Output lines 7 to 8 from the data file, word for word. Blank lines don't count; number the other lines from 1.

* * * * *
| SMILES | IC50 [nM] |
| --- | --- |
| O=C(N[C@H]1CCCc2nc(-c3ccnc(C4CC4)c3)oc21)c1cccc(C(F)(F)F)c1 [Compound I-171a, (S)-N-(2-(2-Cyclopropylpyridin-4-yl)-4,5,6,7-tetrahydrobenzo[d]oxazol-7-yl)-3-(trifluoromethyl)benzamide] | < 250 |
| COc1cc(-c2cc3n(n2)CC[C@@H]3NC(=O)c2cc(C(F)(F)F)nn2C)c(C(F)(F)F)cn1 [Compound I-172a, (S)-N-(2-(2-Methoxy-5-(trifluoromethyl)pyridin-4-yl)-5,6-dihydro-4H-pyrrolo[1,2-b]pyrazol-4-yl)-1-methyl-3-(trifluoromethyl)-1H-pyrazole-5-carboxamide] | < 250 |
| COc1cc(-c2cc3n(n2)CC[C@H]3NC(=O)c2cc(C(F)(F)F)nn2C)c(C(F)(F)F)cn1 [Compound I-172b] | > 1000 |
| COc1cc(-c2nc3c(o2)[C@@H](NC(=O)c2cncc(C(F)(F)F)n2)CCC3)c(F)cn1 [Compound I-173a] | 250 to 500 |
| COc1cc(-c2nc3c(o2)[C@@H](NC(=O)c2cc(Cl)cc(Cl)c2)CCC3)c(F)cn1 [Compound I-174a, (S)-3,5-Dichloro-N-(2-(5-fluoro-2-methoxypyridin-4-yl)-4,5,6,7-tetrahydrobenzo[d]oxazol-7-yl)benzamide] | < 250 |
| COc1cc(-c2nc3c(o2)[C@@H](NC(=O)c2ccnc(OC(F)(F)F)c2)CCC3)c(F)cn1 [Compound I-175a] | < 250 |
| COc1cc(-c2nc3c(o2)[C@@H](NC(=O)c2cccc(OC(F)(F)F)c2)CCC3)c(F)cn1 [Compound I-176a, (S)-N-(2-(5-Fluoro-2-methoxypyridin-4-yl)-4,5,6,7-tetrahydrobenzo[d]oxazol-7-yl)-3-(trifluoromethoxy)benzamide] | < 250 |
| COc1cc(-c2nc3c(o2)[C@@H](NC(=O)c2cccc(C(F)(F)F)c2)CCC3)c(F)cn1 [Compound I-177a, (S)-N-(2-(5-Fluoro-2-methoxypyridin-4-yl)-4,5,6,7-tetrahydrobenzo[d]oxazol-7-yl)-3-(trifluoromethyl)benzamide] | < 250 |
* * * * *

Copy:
| COc1cc(-c2nc3c(o2)[C@@H](NC(=O)c2cc(Cl)cc(Cl)c2)CCC3)c(F)cn1 [Compound I-174a, (S)-3,5-Dichloro-N-(2-(5-fluoro-2-methoxypyridin-4-yl)-4,5,6,7-tetrahydrobenzo[d]oxazol-7-yl)benzamide] | < 250 |
| COc1cc(-c2nc3c(o2)[C@@H](NC(=O)c2ccnc(OC(F)(F)F)c2)CCC3)c(F)cn1 [Compound I-175a] | < 250 |